A senior Queensland academic says inner Brisbane apartment prices could fall as much as 25 per cent over the next 12 to 18 months as Asian buyers walk away from settlements.
Chris Eves, professor of property economics at the Queensland University of Technology, said overseas buyers who had purchased off-the-plan in the past six or seven months might not be able to settle final payments now that China has introduced measures to stem capital flow.
“Developers will have to put these apartments on the market and with the lack of demand they will have to discount their prices. Some developers will go out of business – this always happens in oversupply situations,” said Professor Eves who first warned of oversupply in March last year.
He told The Australian Financial Review that listings of apartments for sale and rent in Brisbane were trending up weekly with estate agents telling him prices and rents were already falling.
Adding further pressure on foreign buyers, he said, would be the new 3 per cent stamp duty surcharge which kicks off in Queensland on October 1.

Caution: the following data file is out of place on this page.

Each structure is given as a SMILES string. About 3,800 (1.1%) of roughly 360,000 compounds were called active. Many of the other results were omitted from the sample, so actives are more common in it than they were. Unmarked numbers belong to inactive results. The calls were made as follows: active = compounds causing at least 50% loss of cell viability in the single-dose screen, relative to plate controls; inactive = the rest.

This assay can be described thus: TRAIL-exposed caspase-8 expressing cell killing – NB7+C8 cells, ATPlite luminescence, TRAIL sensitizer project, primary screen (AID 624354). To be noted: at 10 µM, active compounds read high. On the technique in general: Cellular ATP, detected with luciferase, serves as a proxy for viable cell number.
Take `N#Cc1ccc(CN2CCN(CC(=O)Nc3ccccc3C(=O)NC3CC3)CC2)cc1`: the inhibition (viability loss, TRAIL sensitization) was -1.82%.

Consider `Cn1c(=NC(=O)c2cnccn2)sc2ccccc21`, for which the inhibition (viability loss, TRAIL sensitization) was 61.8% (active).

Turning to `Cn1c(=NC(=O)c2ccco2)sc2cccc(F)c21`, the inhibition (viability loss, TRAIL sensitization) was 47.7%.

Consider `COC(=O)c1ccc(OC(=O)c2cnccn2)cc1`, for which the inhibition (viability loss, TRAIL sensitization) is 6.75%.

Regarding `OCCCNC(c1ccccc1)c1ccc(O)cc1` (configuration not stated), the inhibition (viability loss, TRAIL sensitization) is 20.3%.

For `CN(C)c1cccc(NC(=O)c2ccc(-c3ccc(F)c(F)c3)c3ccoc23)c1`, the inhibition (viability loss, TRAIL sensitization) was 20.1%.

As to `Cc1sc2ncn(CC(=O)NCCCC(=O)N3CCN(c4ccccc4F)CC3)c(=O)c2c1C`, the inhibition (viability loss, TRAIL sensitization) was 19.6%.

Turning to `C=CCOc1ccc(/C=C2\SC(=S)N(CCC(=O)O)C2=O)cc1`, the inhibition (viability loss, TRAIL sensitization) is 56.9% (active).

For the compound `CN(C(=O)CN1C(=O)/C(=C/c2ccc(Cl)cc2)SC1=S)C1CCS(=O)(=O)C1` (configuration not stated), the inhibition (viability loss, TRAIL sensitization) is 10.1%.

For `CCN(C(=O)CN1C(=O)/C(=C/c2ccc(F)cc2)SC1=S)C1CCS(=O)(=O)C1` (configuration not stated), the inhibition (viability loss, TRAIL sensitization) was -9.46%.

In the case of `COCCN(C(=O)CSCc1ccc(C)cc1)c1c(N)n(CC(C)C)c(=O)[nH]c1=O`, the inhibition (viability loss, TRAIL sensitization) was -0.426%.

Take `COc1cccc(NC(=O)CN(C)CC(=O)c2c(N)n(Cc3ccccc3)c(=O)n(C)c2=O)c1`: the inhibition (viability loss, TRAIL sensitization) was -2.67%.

Professor Eves said Sydney would not be affected as its high prices had already priced out foreign buyers, while Melbourne could suffer price falls, but of a smaller magnitude, because of its bigger and more diverse pool of buyers.
“Brisbane developers have gone overboard with amount of stock in the pipeline and thinking the offshore demand would just continue,” he said.
BIS Shrapnel’s Angie Zigomanis said Brisbane had a big supply pipeline to work its way through, but cautioned that Professor Eves’ forecast of a 25 per cent fall was “probably a bit excessive”.
“We’re forecasting a 5-10 per cent fall in Brisbane high-rise apartment prices over the next two [to] three years,” Mr Zigomanis said.
Low rates to cushion impact
“The saving grace preventing a bigger decline are low interest rates which means investors can cut their rents a little to find tenants. We’re also hearing that developers are giving buyers more time to arrange alternative finance,” he said.
“Nobody wants a huge amount of forced sales. This would have a more depressing effect on prices and does not help developers or lenders, who provide project financing.”
But he agreed with Professor Eves that Brisbane was at a greater risk of a correction than Melbourne because it had a shallower pool of buyers and less population growth to support demand.
BIS Shrapnel forecasts more than 6300 apartments to be completed per annum in inner Brisbane between now and 2019. About 6800 per annum are forecast for completion in Melbourne, a city with more than twice as many people.